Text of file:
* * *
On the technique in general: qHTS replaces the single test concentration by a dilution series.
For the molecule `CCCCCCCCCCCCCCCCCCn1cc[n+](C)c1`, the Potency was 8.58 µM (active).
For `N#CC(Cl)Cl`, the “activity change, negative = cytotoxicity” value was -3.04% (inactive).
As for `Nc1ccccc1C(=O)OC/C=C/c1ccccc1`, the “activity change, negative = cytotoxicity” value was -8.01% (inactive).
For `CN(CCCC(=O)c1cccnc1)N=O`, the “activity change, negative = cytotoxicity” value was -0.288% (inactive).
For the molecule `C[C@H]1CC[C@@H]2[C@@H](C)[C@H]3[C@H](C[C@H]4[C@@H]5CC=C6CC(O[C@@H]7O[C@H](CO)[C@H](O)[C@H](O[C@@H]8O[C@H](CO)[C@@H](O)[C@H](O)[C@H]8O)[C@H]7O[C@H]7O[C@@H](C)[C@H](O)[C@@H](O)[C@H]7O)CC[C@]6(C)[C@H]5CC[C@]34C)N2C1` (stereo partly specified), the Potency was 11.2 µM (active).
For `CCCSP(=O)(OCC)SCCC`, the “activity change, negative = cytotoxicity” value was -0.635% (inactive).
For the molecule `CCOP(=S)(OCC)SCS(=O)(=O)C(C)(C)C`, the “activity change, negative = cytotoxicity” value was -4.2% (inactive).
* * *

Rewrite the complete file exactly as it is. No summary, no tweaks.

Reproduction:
On the technique in general: qHTS replaces the single test concentration by a dilution series.
For the molecule `CCCCCCCCCCCCCCCCCCn1cc[n+](C)c1`, the Potency was 8.58 µM (active).
For `N#CC(Cl)Cl`, the “activity change, negative = cytotoxicity” value was -3.04% (inactive).
As for `Nc1ccccc1C(=O)OC/C=C/c1ccccc1`, the “activity change, negative = cytotoxicity” value was -8.01% (inactive).
For `CN(CCCC(=O)c1cccnc1)N=O`, the “activity change, negative = cytotoxicity” value was -0.288% (inactive).
For the molecule `C[C@H]1CC[C@@H]2[C@@H](C)[C@H]3[C@H](C[C@H]4[C@@H]5CC=C6CC(O[C@@H]7O[C@H](CO)[C@H](O)[C@H](O[C@@H]8O[C@H](CO)[C@@H](O)[C@H](O)[C@H]8O)[C@H]7O[C@H]7O[C@@H](C)[C@H](O)[C@@H](O)[C@H]7O)CC[C@]6(C)[C@H]5CC[C@]34C)N2C1` (stereo partly specified), the Potency was 11.2 µM (active).
For `CCCSP(=O)(OCC)SCCC`, the “activity change, negative = cytotoxicity” value was -0.635% (inactive).
For the molecule `CCOP(=S)(OCC)SCS(=O)(=O)C(C)(C)C`, the “activity change, negative = cytotoxicity” value was -4.2% (inactive).